The GUARDIAN is to be commended for asking questions, uncovering slim and exposing it to the light. Being an admirable watchdog which we need given the “new ethically challenged administrations” of various varieties.
Grateful recognition to The GUARDIAN!!!
May 23, 2010, 7:06 pm
Wow, what a piece of work this Kangas guy is. Having saved the deer from death by subdivision, he thinks it’s his right to terrorize them with his hang gliders. He should be banned, from the planet.
May 24, 2010, 6:54 am
If they bought it for the public?
Then open it up to the public!
May 24, 2010, 12:04 pm
Portions of Hammer Flats serve as a leeward, south-facing wintering ground for a small portion of the mule deer population that migrate down from the IDFG controlled lands, and some of the human-introduced elk from the same area.
It also offers some predator protection since it abuts the basalt cliffs to the south. Unfortunately, there’s no water source or food vegetation for these wintering animals.
Currently, it’s the cliffs that offer the most heavily-used recreational opportunity — and their climbing use during nesting season is already restricted via agreement with some NGO’s. Unfortunately, IDFG is not a wildlife management organization — it’s a state agency that regulates the issuance of hunting & fishing permits for state-regulated game. Birds aren’t very high on that list, and habitat preservation that may benefit a full ecology (but which offers little in return for hunted game) is not habitat that the IDFG has much resources to devote.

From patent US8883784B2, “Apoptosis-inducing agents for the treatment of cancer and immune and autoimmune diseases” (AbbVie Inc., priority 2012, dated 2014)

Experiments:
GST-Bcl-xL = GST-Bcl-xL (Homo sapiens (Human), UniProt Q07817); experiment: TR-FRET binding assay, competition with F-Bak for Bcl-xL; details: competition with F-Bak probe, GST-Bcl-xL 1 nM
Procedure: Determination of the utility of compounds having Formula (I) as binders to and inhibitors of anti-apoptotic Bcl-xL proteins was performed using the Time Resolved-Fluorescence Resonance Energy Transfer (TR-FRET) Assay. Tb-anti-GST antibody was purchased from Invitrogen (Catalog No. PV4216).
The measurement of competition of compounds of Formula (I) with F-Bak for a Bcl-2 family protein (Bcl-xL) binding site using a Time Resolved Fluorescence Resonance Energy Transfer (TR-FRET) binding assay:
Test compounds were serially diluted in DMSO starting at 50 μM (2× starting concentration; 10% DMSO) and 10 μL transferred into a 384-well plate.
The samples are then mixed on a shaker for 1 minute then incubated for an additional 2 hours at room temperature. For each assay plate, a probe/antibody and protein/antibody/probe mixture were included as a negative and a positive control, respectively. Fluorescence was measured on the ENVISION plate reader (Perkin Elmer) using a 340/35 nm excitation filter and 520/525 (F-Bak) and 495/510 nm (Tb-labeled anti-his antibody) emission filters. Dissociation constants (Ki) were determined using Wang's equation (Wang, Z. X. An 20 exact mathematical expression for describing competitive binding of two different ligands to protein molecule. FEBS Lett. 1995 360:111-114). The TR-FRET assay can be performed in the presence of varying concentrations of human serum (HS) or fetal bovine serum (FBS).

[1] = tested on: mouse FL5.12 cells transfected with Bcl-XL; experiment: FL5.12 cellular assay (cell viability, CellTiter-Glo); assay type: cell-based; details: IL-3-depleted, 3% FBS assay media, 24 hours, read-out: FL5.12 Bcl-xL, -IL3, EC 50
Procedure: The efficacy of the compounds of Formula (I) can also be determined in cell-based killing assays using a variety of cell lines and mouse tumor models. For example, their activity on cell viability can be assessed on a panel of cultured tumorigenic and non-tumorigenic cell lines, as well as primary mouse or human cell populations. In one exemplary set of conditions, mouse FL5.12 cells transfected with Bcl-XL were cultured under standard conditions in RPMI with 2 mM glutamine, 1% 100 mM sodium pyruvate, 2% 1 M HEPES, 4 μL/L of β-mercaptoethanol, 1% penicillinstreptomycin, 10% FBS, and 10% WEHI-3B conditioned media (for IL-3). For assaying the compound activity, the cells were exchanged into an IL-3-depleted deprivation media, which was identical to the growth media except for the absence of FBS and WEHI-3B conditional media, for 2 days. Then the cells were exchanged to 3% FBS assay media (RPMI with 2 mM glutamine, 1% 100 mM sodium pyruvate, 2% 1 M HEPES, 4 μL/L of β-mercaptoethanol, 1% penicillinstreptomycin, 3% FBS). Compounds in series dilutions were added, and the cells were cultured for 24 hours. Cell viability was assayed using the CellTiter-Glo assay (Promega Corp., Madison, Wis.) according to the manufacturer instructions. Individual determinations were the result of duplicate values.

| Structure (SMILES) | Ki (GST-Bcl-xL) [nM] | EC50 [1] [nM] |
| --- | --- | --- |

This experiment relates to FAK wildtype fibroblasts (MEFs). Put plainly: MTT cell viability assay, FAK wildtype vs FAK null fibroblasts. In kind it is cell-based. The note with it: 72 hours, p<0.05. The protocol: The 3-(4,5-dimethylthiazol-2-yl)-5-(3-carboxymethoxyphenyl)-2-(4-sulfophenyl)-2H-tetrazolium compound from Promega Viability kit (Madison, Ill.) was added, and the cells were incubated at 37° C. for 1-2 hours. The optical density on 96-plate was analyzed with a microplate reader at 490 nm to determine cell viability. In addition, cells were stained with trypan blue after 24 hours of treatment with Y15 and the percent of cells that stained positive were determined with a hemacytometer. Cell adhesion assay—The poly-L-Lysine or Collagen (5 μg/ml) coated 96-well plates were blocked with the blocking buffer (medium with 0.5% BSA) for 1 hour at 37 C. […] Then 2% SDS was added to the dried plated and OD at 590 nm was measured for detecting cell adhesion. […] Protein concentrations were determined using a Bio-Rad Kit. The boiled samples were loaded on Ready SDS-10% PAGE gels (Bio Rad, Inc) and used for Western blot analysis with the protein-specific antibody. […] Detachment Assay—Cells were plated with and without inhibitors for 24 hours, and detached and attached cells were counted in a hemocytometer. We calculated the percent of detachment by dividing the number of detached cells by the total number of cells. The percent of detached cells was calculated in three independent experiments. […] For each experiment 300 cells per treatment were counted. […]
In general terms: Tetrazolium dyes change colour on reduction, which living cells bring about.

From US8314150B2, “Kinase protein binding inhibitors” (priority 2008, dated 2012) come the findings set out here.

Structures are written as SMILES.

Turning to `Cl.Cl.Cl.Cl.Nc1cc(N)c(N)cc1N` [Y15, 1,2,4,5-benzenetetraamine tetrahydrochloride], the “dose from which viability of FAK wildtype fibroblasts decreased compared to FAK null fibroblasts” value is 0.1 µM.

If Boise City wants to see the Flats used as a wildlife preserve, it would do better to partner with the Peregrine Fund, Birds of Prey, or the Elk Foundation than a resource-depleted state agency like the IDFG.
The IDFG could still be involved as a management partner for the land — primarily to lend legitimacy to grant applications to the Feds. But the agency doesn’t offer much to the public, except a sparse Game Warden presence.